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Mazda3 Skyactiv-G — long-term review

Where's my calculator?

Specification:
Skyactiv-G GT Sport
Engine:
1998cc, 4cyl, FWD, 120bhp, 157lb ft
Claimed MPG:
44.8mpg, 119g/km CO2
Performance:
0-62mph in 10.4secs, 122mph
Weight:
1439kg
Price:
£24,595 OTR/£25,385 as tested/£237pcm

What’s the point of tyre pressure sensors if everytime the ambient temperature dips below 10 degrees celsius (we’re in England, in winter. That’s EVERY day), they insist that one or more of your tyres are punctured? Yep - much in the same way it thought it was averaging 31mpg, the Mazda is very much of the opinion I’m driving around on several flats. I’ve spent all of this month searching out the TPMS reset button, only to discover there isn’t one. 

On my travels around the infotainment system, though, I did discover something rather interesting buried deep in a settings menu: the option to turn off the bong if you depress the brake and accelerator pedals at the same time. Most ordinary cars either have a bong or just cut power if you try and left-foot brake. With this option disabled the Mazda does neither. Were this a proper performance car or even a hot hatch, that would make us very happy indeed. In a family hatchback? At least it shows Mazda’s commitment to building cars for people who enjoy driving.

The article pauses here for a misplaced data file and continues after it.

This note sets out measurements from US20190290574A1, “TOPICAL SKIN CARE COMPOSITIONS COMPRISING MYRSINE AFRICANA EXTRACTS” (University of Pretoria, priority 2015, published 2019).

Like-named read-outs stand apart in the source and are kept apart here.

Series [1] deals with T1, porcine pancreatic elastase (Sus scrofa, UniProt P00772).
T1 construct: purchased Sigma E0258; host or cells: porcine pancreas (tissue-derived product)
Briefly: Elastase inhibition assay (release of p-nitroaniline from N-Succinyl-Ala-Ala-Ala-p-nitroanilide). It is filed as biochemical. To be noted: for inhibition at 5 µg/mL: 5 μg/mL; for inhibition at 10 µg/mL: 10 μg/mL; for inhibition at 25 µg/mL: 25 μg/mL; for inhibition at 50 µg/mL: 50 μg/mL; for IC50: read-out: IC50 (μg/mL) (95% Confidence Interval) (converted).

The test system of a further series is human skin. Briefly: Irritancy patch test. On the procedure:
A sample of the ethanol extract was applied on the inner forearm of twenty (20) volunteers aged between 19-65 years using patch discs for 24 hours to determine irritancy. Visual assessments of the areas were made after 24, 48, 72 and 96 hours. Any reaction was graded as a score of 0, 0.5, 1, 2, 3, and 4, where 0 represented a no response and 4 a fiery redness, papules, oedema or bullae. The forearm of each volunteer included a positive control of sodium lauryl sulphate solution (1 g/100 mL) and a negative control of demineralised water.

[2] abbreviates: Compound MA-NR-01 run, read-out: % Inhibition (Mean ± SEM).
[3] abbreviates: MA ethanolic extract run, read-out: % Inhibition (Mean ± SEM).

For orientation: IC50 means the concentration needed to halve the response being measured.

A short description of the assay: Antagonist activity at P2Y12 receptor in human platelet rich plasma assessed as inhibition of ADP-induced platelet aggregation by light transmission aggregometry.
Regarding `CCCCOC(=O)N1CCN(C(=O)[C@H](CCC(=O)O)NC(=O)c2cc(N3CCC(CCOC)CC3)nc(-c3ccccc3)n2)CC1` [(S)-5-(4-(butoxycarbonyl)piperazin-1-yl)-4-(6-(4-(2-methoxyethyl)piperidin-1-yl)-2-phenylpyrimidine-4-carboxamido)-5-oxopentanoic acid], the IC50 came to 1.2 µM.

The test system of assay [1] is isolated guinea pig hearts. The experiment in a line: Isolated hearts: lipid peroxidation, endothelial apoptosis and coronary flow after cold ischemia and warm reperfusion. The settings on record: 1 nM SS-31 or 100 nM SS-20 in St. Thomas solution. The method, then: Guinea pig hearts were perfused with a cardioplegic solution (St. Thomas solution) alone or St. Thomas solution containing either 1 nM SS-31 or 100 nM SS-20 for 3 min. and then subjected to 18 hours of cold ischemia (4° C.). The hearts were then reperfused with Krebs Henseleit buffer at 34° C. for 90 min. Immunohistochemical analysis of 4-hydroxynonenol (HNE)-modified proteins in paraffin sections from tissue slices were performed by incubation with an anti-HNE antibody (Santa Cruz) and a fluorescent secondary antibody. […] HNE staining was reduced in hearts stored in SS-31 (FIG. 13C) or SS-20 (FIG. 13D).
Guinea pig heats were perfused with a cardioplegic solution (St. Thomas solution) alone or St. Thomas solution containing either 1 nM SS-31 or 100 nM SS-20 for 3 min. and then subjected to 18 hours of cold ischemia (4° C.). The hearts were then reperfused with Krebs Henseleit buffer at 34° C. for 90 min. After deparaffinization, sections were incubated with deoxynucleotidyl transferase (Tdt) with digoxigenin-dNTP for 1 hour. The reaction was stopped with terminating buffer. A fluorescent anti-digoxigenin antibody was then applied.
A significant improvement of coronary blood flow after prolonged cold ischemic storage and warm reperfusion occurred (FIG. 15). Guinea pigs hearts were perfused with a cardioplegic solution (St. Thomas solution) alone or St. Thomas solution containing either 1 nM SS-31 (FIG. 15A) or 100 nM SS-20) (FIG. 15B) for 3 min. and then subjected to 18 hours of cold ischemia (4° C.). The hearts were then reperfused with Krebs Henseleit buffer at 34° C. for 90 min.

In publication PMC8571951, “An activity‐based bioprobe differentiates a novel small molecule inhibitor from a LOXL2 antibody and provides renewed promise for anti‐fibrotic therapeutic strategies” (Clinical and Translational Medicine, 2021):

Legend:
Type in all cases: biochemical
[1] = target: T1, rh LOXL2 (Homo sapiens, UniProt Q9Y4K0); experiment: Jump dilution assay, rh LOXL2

Anyway - the results of our fuel experiment are in, and the news is good. After 2,000 miles of meticulous maths, the 3 averaged a TG-verified 44.1mpg - pretty much exactly what Mazda claims it’s capable of. The best mpg we’ve seen is 50.2mpg - after an especially motorway-y week - and the furthest we’ve managed to run on a single tank of fuel, before bottling it and topping up, is 443 miles. In town it does around 35mpg.

Good numbers, which prove that a), the 3’s trip computer was having a bit of a moment (it seems to be behaving itself again) and b), Mazda’s decision to steer clear of small but highly-strung turbocharged engines is totally valid. 

This is my last report on the 3. Next month I’ll be handing the keys to TG TV’s Script Editor Sam Philip, who has actual children and can therefore report on the rear seats, boot and other such practical things I have of course neglected. The plan was for us to swap into a more or less identical Skyactiv-X car, but of course Mazda has just launched its CX-30 crossover, a car that could well become its best-seller. It too is available with the Skyactiv-X motor, so we’ll be running one of those instead. Watch this space. 

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